American tenor Robert Watson, a native of Kansas City, made his professional debut as a Noble in Wagner’s Lohengrin with San Francisco Opera. The following season, Watson returned to SFO to create the role of Henry Cox in the world premiere of Picker’s Dolores Claiborne.


    Watson is a member of the ensemble of Deutsche Oper Berlin where he has performed a multitude of roles including Ismaele in Nabucco, Grigori in Boris Godunov and Bois-Rose in Les Huguenots.


    Watson has been a two-time Filene Young Artist at Wolf Trap Opera where he sang Lieutenant B.F. Pinkerton in Madama Butterfly with the National Symphony Orchestra; Begearss in Corigliano’s The Ghosts of Versailles; and the titular character in Milhaud’s Le pauvre matelot. He is an alumnus of the Merola Opera Program at San Francisco Opera, the Opera Santa Barbara Studio, the Palm Beach Opera Benenson Young Artist Program, and the Dolora Zajick Institute for Young Dramatic Voices.


    Watson has appeared in concert as the tenor soloist in Beethoven’s Symphony No. 9 with the Philadelphia Orchestra and the Kansas City Symphony, and in Verdi's Requiem with the Florence Masterwork's Choral Society. He has performed in recital at The Phillips Collection in Washington, DC.


    Watson attended the San Francisco Conservatory of Music and is a graduate of Oklahoma City University Bass School of Music.


    Watson has won awards in the Opera Index, Gerda Lissner and Irene Dalis competitions. He is a two-time recipient of a Richard F. Gold Career Grant from the Shoshana Foundation and a Catherine Filene Shouse Education Career Grant. He is a two-time Metropolitan Opera National Council Auditions regional finalist.


     Watson will return to Detusche Oper Berlin for the 2017-18 season to sing Cavaradossi in Tosca, Erik in Der Fliegende Hollaender, Ismaele in Nabucco, and the messenger in Aida. Watson will make debuts with Opera Orchestre National Montpellier as Don Jose in Carmen and Opera de Lille as Ismaele in Nabucco

  • Brandenburg Symphoniker

    Friday December 1st, 2017, 7:30pm

    Saturday December 2nd, 2017, 7:30pm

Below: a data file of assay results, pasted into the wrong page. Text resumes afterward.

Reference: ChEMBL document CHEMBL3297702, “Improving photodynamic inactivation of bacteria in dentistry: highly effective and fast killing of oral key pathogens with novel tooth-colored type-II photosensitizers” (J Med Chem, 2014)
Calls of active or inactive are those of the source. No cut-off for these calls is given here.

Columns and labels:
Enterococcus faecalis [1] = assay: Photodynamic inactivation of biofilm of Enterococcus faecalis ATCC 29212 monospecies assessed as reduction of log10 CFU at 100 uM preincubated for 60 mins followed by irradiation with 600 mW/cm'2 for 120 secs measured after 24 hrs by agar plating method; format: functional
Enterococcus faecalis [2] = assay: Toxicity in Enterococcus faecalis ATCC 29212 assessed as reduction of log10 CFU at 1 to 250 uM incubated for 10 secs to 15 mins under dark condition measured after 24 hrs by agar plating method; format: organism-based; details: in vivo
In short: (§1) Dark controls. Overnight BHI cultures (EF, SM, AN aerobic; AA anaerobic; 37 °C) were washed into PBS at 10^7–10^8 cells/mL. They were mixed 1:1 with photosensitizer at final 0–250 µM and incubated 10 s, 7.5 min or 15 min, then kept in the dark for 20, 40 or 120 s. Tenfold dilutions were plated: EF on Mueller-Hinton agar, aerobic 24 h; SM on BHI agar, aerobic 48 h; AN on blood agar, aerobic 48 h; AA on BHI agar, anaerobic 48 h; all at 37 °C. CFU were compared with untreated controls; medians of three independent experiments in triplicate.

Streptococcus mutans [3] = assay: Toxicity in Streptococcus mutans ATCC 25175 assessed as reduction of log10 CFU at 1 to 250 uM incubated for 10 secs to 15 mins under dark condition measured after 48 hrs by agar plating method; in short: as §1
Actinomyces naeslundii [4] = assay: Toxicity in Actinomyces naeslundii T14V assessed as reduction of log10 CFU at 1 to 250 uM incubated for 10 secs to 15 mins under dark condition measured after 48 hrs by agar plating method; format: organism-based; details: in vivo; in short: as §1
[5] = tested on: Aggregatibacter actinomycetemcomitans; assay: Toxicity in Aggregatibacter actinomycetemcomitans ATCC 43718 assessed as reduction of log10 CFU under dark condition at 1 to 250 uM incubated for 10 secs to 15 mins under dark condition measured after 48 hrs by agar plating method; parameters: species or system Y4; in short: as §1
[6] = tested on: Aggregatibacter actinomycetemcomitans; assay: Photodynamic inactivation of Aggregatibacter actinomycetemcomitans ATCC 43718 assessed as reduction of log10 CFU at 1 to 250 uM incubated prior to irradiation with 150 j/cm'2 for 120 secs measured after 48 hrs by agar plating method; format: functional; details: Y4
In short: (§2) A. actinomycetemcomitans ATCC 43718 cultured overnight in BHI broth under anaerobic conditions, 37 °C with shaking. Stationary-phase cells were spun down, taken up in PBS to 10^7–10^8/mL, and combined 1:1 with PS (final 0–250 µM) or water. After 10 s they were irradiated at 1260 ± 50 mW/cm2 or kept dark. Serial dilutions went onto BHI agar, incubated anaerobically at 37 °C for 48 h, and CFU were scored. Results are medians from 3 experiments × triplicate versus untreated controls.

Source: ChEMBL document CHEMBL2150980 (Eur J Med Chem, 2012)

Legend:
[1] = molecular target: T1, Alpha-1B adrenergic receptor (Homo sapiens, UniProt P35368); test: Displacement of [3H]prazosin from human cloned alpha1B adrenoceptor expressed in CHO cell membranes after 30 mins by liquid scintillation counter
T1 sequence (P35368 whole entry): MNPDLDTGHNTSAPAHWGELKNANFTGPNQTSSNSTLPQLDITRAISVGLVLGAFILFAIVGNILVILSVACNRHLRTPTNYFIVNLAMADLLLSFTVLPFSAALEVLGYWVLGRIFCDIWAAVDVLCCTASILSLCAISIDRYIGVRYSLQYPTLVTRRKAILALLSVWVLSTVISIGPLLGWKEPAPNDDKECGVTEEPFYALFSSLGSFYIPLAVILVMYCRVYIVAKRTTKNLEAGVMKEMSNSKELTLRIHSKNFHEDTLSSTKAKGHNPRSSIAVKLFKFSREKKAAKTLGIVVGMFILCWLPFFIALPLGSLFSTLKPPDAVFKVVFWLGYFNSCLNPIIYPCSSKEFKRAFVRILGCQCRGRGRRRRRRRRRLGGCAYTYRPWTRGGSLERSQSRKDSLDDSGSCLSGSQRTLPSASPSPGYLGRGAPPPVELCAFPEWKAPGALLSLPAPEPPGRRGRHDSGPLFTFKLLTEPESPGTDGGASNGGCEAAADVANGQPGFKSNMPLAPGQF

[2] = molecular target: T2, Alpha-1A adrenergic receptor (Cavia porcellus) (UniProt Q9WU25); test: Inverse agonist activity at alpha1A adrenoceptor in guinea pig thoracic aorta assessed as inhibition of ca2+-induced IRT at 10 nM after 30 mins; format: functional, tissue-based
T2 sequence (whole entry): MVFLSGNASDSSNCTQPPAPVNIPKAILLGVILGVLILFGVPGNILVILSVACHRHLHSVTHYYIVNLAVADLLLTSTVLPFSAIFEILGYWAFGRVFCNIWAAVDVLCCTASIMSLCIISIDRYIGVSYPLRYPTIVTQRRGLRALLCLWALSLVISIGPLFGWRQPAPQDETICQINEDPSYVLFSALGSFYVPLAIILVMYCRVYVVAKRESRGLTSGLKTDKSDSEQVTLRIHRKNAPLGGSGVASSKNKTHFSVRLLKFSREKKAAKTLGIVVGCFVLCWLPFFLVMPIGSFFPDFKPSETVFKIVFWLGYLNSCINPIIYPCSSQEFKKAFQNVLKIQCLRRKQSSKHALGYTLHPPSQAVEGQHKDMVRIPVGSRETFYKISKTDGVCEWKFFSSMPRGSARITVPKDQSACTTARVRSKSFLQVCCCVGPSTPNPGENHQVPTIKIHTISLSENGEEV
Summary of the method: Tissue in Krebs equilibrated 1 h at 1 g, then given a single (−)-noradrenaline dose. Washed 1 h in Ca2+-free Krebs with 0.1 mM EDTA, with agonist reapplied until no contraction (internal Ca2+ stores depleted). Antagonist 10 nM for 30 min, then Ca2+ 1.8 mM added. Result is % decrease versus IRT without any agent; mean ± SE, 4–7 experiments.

Grabenstrasse 14, 14776 Brandeburg an der Havel



    Saturday January 6th, 20178 7:30pm

    Sunday January 14th, 2018 6:00pm



    Bismarckstraße 35, 10627 Berlin, Germany



    Thursday February 8th, 2018 7:30pm


    Bismarckstraße 35, 10627 Berlin, Germany 


    Don Jose

    Friday March 16th, 2018 8pm

    Sunday March 18th, 2018 3pm

    Tuesday March 20th, 2018 8pm

    Thursday March 22nd, 2018 8pm


    11 Boulevard Victor Hugo, 34000 Montpellier, France​




    Wednesday May 16th, 2018 8pm

    Saturday May 19th, 2019 6pm

    Tuesday May 22nd, 2018 8pm

    Saturday May 26th, 2018 6pm

    Monday May 28th, 2018 8pm

    Thursday May 31st, 2018 8pm

    Sunday June 3rd, 2018 4pm

    Wednesday June 6th, 2018 8pm


    2 Rue des Bons Enfants, 59000 Lille, France


    Der Fliegende Holländer

    "And in the ‘non-title’ role, Robert Watson sang Erik’s part very well, clearly alert to its competing stylistic demands: a trickier task than many imagine."

    The Ghost of Versailles

    "Even among his gifted colleagues, Robert Watson stood out for his slimy turn as Bergearss; the spot-on characterization was matched by a well-focused, pingy tenor."


    Watson "commands a well-wrought tenor, with baritonal richness in the lower register and a fine blaze on top."


    "In fact, mezzo Audrey Babcock, singing Carmen, and tenor Robert Watson as Don José created the most effective final scene I have ever encountered. It was well sung and gripping as drama."

    The Ghosts of Versailles

    "With a ping in the timbre and fire behind every phrase, Robert Watson dominated the stage as bad boy Bégearss; he delivered the “Aria of the Worm” with extra bite."

    The Ghosts of Versailles

    "Robert Watson (Bégearss) has a trumpet-like heldentenor, which may one day sustain a major career."

    Madame Butterfly